Grade Inflation

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The Collegian recently ran a story on grade inflation at PSU, interviewing several students, administrators and instructors on the topic.  As an instructor, this is something I've struggled with in the past.  Some of my colleagues follow a very balanced approach to grading, making sure they have a nice bell curve of As, Bs, Cs, and Ds in their course sections.  I always found this odd, but it appears that it's not uncommon.  An instructor quoted in the article was put on probation by his department for giving too many As and Bs.  The instructor states:

"There's a tremendous amount of pressure placed on the adjuncts and lecturers and instructors as to what their class's acceptable average GPA shall be,...It's undisclosed, unwritten, extremely subjective and totally discretionary on the part of the hierarchy."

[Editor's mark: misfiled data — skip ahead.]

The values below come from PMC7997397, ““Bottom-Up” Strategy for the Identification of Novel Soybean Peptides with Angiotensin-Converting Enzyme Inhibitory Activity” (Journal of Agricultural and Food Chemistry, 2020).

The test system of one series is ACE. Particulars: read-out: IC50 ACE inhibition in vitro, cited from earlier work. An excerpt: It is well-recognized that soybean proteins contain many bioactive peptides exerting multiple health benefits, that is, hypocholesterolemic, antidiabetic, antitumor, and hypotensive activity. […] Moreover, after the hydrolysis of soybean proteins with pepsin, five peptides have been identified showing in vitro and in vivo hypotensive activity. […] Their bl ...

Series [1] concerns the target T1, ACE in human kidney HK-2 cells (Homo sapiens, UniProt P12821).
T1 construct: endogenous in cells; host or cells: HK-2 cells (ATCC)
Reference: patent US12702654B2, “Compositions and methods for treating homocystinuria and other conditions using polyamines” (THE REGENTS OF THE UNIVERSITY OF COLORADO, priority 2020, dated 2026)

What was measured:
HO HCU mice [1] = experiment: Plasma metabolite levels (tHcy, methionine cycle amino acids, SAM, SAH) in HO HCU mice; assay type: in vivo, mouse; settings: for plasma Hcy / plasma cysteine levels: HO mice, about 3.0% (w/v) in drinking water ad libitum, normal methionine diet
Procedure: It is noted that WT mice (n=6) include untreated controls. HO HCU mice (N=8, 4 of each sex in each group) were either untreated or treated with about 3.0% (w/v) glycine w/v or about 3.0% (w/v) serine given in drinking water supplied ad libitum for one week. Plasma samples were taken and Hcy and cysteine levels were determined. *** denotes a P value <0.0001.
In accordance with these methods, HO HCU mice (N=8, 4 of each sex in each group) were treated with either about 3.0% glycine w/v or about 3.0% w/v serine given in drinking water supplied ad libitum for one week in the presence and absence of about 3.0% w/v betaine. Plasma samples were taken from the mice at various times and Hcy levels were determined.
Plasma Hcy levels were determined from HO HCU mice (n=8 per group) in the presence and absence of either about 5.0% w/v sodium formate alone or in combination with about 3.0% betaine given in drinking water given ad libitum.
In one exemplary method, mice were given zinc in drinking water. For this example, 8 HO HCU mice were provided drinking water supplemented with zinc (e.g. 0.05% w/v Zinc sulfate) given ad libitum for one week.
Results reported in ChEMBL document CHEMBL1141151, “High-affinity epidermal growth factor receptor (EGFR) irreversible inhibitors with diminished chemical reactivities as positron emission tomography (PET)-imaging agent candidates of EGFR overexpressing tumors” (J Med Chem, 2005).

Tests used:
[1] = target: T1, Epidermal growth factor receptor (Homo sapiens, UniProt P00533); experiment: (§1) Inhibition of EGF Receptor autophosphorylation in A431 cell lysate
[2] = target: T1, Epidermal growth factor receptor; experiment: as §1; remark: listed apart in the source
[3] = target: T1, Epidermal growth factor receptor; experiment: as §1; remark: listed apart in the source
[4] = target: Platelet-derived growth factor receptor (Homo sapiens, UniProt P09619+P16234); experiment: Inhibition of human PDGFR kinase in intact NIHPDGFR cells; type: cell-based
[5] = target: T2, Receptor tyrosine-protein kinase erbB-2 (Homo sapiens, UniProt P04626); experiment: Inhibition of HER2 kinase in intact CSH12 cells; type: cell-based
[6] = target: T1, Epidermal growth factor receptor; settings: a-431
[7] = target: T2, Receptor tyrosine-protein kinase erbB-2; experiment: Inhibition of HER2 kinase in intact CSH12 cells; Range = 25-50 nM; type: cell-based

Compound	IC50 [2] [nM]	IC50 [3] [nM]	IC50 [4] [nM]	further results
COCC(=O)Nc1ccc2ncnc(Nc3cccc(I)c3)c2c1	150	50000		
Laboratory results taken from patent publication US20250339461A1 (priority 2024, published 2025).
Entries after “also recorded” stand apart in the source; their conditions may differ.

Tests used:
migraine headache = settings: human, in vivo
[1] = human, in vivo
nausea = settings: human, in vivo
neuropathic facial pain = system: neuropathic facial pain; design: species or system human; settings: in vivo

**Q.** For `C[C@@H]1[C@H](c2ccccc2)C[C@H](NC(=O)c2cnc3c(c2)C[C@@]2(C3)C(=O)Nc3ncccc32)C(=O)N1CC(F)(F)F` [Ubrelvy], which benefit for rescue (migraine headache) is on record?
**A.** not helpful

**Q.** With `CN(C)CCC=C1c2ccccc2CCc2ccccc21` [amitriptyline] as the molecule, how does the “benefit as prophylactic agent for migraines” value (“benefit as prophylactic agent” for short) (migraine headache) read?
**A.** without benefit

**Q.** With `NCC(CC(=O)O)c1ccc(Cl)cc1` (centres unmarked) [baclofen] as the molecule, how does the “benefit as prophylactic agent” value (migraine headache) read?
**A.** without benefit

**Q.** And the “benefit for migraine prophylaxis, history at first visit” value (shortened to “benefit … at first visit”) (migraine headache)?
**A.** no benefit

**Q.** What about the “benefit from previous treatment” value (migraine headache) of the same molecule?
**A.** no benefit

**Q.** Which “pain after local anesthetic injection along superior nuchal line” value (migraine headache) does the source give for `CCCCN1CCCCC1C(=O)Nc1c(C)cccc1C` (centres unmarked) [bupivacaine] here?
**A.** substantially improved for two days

Senate Policy 47-20 deals with course grades and reads they should be allocated "on the basis of the instructor's judgment."

My degree in instructional technology and design really taught me the value of designing good rubrics, that I in turn use for all graded items in my course.  When students undertake one of my assignments, I tell them to grade it themselves before turning it in based on the rubric.  If they cover all rubric items in detail, they should do fine.  I also tend to spend a lot of time out of the classroom, helping students with technology assignments or chatting with students on IM several hours before an assignment is due and they are in a panic.  In the end, many of my students end up with As or Bs, with the occasional Cs and very rare Ds or Fs. 

So my question is this: is this grade inflation or is this good teaching?

Dr. Pangborn, VP of Undergraduate Education, sums it up best:

"It's the quality of the education, not the grade point average so much. that matters in the end"



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